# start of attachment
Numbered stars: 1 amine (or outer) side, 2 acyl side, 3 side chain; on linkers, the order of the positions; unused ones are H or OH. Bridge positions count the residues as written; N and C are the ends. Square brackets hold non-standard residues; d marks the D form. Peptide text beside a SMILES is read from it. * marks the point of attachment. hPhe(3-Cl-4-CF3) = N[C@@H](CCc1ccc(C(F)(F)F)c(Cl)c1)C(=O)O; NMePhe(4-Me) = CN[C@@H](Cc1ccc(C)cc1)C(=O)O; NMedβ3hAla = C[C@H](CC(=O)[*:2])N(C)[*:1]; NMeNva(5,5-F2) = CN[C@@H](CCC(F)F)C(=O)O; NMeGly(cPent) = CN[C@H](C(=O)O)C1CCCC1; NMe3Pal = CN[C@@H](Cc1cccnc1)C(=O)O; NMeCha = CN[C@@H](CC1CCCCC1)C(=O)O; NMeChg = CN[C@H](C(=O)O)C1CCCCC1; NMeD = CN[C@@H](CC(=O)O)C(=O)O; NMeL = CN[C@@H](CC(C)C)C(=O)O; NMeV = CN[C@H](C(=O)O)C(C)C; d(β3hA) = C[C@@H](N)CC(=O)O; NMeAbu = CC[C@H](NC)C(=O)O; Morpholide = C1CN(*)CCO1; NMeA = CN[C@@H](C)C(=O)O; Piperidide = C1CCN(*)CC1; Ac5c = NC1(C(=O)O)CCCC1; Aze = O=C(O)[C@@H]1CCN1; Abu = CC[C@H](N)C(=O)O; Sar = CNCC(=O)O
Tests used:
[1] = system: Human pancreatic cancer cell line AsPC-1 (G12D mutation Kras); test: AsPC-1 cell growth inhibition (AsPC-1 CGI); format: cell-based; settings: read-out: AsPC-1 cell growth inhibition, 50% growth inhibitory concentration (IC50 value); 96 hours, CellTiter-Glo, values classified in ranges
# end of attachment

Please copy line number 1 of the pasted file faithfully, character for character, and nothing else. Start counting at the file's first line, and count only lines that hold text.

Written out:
Numbered stars: 1 amine (or outer) side, 2 acyl side, 3 side chain; on linkers, the order of the positions; unused ones are H or OH. Bridge positions count the residues as written; N and C are the ends. Square brackets hold non-standard residues; d marks the D form. Peptide text beside a SMILES is read from it. * marks the point of attachment. hPhe(3-Cl-4-CF3) = N[C@@H](CCc1ccc(C(F)(F)F)c(Cl)c1)C(=O)O; NMePhe(4-Me) = CN[C@@H](Cc1ccc(C)cc1)C(=O)O; NMedβ3hAla = C[C@H](CC(=O)[*:2])N(C)[*:1]; NMeNva(5,5-F2) = CN[C@@H](CCC(F)F)C(=O)O; NMeGly(cPent) = CN[C@H](C(=O)O)C1CCCC1; NMe3Pal = CN[C@@H](Cc1cccnc1)C(=O)O; NMeCha = CN[C@@H](CC1CCCCC1)C(=O)O; NMeChg = CN[C@H](C(=O)O)C1CCCCC1; NMeD = CN[C@@H](CC(=O)O)C(=O)O; NMeL = CN[C@@H](CC(C)C)C(=O)O; NMeV = CN[C@H](C(=O)O)C(C)C; d(β3hA) = C[C@@H](N)CC(=O)O; NMeAbu = CC[C@H](NC)C(=O)O; Morpholide = C1CN(*)CCO1; NMeA = CN[C@@H](C)C(=O)O; Piperidide = C1CCN(*)CC1; Ac5c = NC1(C(=O)O)CCCC1; Aze = O=C(O)[C@@H]1CCN1; Abu = CC[C@H](N)C(=O)O; Sar = CNCC(=O)O